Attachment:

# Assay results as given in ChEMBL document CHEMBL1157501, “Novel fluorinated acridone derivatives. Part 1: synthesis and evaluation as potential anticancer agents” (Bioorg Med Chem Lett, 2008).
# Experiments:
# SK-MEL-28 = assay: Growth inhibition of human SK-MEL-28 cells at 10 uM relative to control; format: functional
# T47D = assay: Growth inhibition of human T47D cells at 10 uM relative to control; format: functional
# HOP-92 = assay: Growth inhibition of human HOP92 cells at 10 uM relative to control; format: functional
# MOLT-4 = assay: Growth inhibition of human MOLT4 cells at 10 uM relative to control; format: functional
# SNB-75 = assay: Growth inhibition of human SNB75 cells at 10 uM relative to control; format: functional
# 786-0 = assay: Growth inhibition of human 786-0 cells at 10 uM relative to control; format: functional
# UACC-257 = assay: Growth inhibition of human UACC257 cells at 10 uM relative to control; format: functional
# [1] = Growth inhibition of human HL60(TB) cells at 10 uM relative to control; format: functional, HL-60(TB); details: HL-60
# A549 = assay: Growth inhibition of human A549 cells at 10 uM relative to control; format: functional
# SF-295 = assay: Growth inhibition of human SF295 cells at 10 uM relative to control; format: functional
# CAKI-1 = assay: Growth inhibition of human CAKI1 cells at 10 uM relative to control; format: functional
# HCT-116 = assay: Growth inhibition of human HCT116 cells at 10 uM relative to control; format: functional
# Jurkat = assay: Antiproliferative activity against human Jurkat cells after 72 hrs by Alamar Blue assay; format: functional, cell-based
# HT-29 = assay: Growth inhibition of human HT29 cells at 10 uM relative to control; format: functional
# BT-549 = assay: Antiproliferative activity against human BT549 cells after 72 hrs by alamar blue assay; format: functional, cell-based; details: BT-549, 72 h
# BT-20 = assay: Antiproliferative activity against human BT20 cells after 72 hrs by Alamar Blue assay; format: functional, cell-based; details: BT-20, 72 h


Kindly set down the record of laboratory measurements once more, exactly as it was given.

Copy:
# Assay results as given in ChEMBL document CHEMBL1157501, “Novel fluorinated acridone derivatives. Part 1: synthesis and evaluation as potential anticancer agents” (Bioorg Med Chem Lett, 2008).
# Experiments:
# SK-MEL-28 = assay: Growth inhibition of human SK-MEL-28 cells at 10 uM relative to control; format: functional
# T47D = assay: Growth inhibition of human T47D cells at 10 uM relative to control; format: functional
# HOP-92 = assay: Growth inhibition of human HOP92 cells at 10 uM relative to control; format: functional
# MOLT-4 = assay: Growth inhibition of human MOLT4 cells at 10 uM relative to control; format: functional
# SNB-75 = assay: Growth inhibition of human SNB75 cells at 10 uM relative to control; format: functional
# 786-0 = assay: Growth inhibition of human 786-0 cells at 10 uM relative to control; format: functional
# UACC-257 = assay: Growth inhibition of human UACC257 cells at 10 uM relative to control; format: functional
# [1] = Growth inhibition of human HL60(TB) cells at 10 uM relative to control; format: functional, HL-60(TB); details: HL-60
# A549 = assay: Growth inhibition of human A549 cells at 10 uM relative to control; format: functional
# SF-295 = assay: Growth inhibition of human SF295 cells at 10 uM relative to control; format: functional
# CAKI-1 = assay: Growth inhibition of human CAKI1 cells at 10 uM relative to control; format: functional
# HCT-116 = assay: Growth inhibition of human HCT116 cells at 10 uM relative to control; format: functional
# Jurkat = assay: Antiproliferative activity against human Jurkat cells after 72 hrs by Alamar Blue assay; format: functional, cell-based
# HT-29 = assay: Growth inhibition of human HT29 cells at 10 uM relative to control; format: functional
# BT-549 = assay: Antiproliferative activity against human BT549 cells after 72 hrs by alamar blue assay; format: functional, cell-based; details: BT-549, 72 h
# BT-20 = assay: Antiproliferative activity against human BT20 cells after 72 hrs by Alamar Blue assay; format: functional, cell-based; details: BT-20, 72 h